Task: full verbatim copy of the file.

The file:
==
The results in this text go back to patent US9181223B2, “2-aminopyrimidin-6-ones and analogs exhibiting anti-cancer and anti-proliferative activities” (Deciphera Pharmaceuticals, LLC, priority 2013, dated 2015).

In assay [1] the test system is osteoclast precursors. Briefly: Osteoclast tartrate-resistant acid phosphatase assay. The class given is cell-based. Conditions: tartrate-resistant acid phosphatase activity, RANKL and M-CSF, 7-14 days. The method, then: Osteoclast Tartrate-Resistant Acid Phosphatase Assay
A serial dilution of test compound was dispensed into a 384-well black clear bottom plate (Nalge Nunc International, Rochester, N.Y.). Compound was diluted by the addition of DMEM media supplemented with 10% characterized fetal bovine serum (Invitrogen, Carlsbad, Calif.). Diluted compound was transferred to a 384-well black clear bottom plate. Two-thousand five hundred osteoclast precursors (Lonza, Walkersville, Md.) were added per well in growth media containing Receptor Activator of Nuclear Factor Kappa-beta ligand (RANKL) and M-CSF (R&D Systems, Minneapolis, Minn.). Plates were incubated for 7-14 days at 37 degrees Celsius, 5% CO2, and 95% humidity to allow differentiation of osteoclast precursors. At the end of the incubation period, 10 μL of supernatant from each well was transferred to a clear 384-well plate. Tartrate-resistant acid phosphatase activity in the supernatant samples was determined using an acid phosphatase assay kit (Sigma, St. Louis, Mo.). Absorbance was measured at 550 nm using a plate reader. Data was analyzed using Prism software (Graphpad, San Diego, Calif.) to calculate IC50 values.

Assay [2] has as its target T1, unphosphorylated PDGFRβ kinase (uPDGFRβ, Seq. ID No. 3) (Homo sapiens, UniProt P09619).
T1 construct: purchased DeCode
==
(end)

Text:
The results in this text go back to patent US9181223B2, “2-aminopyrimidin-6-ones and analogs exhibiting anti-cancer and anti-proliferative activities” (Deciphera Pharmaceuticals, LLC, priority 2013, dated 2015).

In assay [1] the test system is osteoclast precursors. Briefly: Osteoclast tartrate-resistant acid phosphatase assay. The class given is cell-based. Conditions: tartrate-resistant acid phosphatase activity, RANKL and M-CSF, 7-14 days. The method, then: Osteoclast Tartrate-Resistant Acid Phosphatase Assay
A serial dilution of test compound was dispensed into a 384-well black clear bottom plate (Nalge Nunc International, Rochester, N.Y.). Compound was diluted by the addition of DMEM media supplemented with 10% characterized fetal bovine serum (Invitrogen, Carlsbad, Calif.). Diluted compound was transferred to a 384-well black clear bottom plate. Two-thousand five hundred osteoclast precursors (Lonza, Walkersville, Md.) were added per well in growth media containing Receptor Activator of Nuclear Factor Kappa-beta ligand (RANKL) and M-CSF (R&D Systems, Minneapolis, Minn.). Plates were incubated for 7-14 days at 37 degrees Celsius, 5% CO2, and 95% humidity to allow differentiation of osteoclast precursors. At the end of the incubation period, 10 μL of supernatant from each well was transferred to a clear 384-well plate. Tartrate-resistant acid phosphatase activity in the supernatant samples was determined using an acid phosphatase assay kit (Sigma, St. Louis, Mo.). Absorbance was measured at 550 nm using a plate reader. Data was analyzed using Prism software (Graphpad, San Diego, Calif.) to calculate IC50 values.

Assay [2] has as its target T1, unphosphorylated PDGFRβ kinase (uPDGFRβ, Seq. ID No. 3) (Homo sapiens, UniProt P09619).
T1 construct: purchased DeCode